A prognostic biomarker predicts the future outcome of a patient, regardless of treatment, and a predictive biomarker helps foreseeing the effectiveness of a therapeutic intervention.
A prognostic biomarker predicts the future outcome of a patient, regardless of treatment, and a predictive biomarker helps foresee the effectiveness of a therapeutic intervention.
Biomarkers are biological signatures that can be objectively measured and evaluated as indicators of normal living, pathogenic processes, or pharmacological responses to therapeutic interventions. Prognostic biomarkers can be powerful tools for predicting disease outcomes and tailoring treatment. They can provide important insights into the development of diseases, helping with risk assessment and treatment planning.
Through the examination of genetic mutations, gene expression patterns, and protein profiles, medical professionals can predict disease severity and estimate patient survival rates. As an example, for breast cancer, the presence of hormone receptors (such as estrogen receptor and progesterone receptor) and the human epidermal growth factor receptor 2 (HER2) status, are used to determine the prognosis and guide treatment choices.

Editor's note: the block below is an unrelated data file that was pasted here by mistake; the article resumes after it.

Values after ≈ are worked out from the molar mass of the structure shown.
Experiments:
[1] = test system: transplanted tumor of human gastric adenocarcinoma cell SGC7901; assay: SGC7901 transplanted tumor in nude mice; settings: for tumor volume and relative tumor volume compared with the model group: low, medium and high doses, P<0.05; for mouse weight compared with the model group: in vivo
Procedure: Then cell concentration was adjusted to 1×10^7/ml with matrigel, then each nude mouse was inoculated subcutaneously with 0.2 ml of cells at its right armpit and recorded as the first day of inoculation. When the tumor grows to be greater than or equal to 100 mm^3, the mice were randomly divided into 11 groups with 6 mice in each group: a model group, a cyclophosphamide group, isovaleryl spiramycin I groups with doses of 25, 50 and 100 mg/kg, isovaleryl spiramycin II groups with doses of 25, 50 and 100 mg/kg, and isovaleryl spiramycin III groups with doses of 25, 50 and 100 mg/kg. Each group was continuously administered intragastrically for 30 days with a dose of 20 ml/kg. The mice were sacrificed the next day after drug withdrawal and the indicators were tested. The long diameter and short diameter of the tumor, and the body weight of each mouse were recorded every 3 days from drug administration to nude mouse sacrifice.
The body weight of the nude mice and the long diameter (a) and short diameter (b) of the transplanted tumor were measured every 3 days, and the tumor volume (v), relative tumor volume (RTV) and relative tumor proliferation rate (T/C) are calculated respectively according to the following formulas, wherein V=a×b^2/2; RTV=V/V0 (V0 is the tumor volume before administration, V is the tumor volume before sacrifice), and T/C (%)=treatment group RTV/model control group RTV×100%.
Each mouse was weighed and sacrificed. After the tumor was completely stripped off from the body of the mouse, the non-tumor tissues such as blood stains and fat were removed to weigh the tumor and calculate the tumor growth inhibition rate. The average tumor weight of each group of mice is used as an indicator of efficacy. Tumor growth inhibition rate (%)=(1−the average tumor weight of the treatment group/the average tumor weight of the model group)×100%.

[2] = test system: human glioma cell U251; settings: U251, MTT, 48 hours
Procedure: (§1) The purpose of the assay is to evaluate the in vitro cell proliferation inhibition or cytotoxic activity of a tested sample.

Prognostic biomarkers are also used to tailor specific treatment strategies to ensure that interventions are personalized and optimized. These biomarkers help identifying patients who are more likely to benefit from specific therapies, minimizing unnecessary treatments and potential side effects. For instance, the identification of genetic mutations, such as BCR-ABL in chronic myeloid leukemia (CML), guides the use of targeted therapies like tyrosine kinase inhibitors, resulting in improved patient outcomes.
During clinical trial design, prognostic biomarkers allow for more efficient and targeted investigations. By identifying patients with a higher likelihood of disease progression or treatment response, these biomarkers enable the selection of appropriate study cohorts, enhancing the statistical power and cost-effectiveness of clinical trials. Furthermore, prognostic biomarkers in trial design facilitate the identification of predictive biomarkers, paving the way for precision medicine.